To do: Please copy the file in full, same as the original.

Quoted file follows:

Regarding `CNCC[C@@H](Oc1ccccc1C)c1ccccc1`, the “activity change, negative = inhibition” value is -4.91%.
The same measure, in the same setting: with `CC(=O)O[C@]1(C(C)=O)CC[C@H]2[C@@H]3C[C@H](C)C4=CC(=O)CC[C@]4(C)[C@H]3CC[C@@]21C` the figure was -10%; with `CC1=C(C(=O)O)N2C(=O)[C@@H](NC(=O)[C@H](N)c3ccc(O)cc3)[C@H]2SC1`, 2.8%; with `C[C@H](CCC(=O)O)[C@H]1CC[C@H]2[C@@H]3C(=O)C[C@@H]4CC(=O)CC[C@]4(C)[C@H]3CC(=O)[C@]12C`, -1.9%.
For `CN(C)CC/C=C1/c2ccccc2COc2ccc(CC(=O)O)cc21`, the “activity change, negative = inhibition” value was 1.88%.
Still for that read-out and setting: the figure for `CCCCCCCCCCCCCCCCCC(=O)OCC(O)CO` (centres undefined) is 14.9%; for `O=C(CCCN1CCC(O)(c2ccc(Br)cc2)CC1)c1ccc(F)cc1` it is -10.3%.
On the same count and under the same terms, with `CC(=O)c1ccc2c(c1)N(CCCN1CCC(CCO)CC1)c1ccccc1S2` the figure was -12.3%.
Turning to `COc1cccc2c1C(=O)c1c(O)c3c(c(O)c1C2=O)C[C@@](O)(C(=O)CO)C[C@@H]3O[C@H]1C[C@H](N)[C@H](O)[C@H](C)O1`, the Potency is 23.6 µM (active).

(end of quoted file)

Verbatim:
Regarding `CNCC[C@@H](Oc1ccccc1C)c1ccccc1`, the “activity change, negative = inhibition” value is -4.91%.
The same measure, in the same setting: with `CC(=O)O[C@]1(C(C)=O)CC[C@H]2[C@@H]3C[C@H](C)C4=CC(=O)CC[C@]4(C)[C@H]3CC[C@@]21C` the figure was -10%; with `CC1=C(C(=O)O)N2C(=O)[C@@H](NC(=O)[C@H](N)c3ccc(O)cc3)[C@H]2SC1`, 2.8%; with `C[C@H](CCC(=O)O)[C@H]1CC[C@H]2[C@@H]3C(=O)C[C@@H]4CC(=O)CC[C@]4(C)[C@H]3CC(=O)[C@]12C`, -1.9%.
For `CN(C)CC/C=C1/c2ccccc2COc2ccc(CC(=O)O)cc21`, the “activity change, negative = inhibition” value was 1.88%.
Still for that read-out and setting: the figure for `CCCCCCCCCCCCCCCCCC(=O)OCC(O)CO` (centres undefined) is 14.9%; for `O=C(CCCN1CCC(O)(c2ccc(Br)cc2)CC1)c1ccc(F)cc1` it is -10.3%.
On the same count and under the same terms, with `CC(=O)c1ccc2c(c1)N(CCCN1CCC(CCO)CC1)c1ccccc1S2` the figure was -12.3%.
Turning to `COc1cccc2c1C(=O)c1c(O)c3c(c(O)c1C2=O)C[C@@](O)(C(=O)CO)C[C@@H]3O[C@H]1C[C@H](N)[C@H](O)[C@H](C)O1`, the Potency is 23.6 µM (active).